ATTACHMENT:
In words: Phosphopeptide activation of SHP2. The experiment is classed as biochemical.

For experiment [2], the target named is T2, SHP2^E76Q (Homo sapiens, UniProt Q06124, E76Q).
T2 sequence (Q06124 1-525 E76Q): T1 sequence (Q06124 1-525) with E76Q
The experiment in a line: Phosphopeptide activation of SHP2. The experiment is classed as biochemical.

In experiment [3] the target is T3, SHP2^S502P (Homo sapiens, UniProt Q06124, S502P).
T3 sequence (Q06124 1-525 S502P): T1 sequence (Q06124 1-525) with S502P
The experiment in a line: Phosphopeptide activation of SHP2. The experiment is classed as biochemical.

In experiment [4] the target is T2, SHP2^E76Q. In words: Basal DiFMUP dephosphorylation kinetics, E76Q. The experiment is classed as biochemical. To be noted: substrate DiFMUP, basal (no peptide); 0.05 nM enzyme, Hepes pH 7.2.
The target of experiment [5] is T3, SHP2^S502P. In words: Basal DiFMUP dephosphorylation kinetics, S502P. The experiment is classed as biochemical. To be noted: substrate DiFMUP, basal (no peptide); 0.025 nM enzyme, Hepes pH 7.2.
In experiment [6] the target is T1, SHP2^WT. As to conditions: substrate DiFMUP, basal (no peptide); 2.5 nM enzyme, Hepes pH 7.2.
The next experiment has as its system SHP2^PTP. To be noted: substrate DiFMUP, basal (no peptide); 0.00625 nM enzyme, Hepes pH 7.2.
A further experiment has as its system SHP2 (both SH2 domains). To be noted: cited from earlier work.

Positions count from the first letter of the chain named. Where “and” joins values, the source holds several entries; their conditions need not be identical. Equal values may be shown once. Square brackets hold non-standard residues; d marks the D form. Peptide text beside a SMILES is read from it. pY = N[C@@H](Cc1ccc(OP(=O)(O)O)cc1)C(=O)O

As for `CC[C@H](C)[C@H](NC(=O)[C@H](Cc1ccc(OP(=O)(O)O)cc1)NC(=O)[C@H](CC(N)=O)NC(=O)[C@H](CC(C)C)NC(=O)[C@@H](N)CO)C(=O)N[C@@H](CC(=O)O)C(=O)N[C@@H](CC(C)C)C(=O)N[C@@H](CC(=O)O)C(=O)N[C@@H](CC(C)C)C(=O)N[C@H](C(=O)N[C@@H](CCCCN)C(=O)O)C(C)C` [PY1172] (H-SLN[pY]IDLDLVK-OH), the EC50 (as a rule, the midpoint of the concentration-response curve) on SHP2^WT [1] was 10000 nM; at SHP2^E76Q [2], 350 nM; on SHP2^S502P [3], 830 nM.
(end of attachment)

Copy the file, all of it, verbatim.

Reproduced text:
In words: Phosphopeptide activation of SHP2. The experiment is classed as biochemical.

For experiment [2], the target named is T2, SHP2^E76Q (Homo sapiens, UniProt Q06124, E76Q).
T2 sequence (Q06124 1-525 E76Q): T1 sequence (Q06124 1-525) with E76Q
The experiment in a line: Phosphopeptide activation of SHP2. The experiment is classed as biochemical.

In experiment [3] the target is T3, SHP2^S502P (Homo sapiens, UniProt Q06124, S502P).
T3 sequence (Q06124 1-525 S502P): T1 sequence (Q06124 1-525) with S502P
The experiment in a line: Phosphopeptide activation of SHP2. The experiment is classed as biochemical.

In experiment [4] the target is T2, SHP2^E76Q. In words: Basal DiFMUP dephosphorylation kinetics, E76Q. The experiment is classed as biochemical. To be noted: substrate DiFMUP, basal (no peptide); 0.05 nM enzyme, Hepes pH 7.2.
The target of experiment [5] is T3, SHP2^S502P. In words: Basal DiFMUP dephosphorylation kinetics, S502P. The experiment is classed as biochemical. To be noted: substrate DiFMUP, basal (no peptide); 0.025 nM enzyme, Hepes pH 7.2.
In experiment [6] the target is T1, SHP2^WT. As to conditions: substrate DiFMUP, basal (no peptide); 2.5 nM enzyme, Hepes pH 7.2.
The next experiment has as its system SHP2^PTP. To be noted: substrate DiFMUP, basal (no peptide); 0.00625 nM enzyme, Hepes pH 7.2.
A further experiment has as its system SHP2 (both SH2 domains). To be noted: cited from earlier work.

Positions count from the first letter of the chain named. Where “and” joins values, the source holds several entries; their conditions need not be identical. Equal values may be shown once. Square brackets hold non-standard residues; d marks the D form. Peptide text beside a SMILES is read from it. pY = N[C@@H](Cc1ccc(OP(=O)(O)O)cc1)C(=O)O

As for `CC[C@H](C)[C@H](NC(=O)[C@H](Cc1ccc(OP(=O)(O)O)cc1)NC(=O)[C@H](CC(N)=O)NC(=O)[C@H](CC(C)C)NC(=O)[C@@H](N)CO)C(=O)N[C@@H](CC(=O)O)C(=O)N[C@@H](CC(C)C)C(=O)N[C@@H](CC(=O)O)C(=O)N[C@@H](CC(C)C)C(=O)N[C@H](C(=O)N[C@@H](CCCCN)C(=O)O)C(C)C` [PY1172] (H-SLN[pY]IDLDLVK-OH), the EC50 (as a rule, the midpoint of the concentration-response curve) on SHP2^WT [1] was 10000 nM; at SHP2^E76Q [2], 350 nM; on SHP2^S502P [3], 830 nM.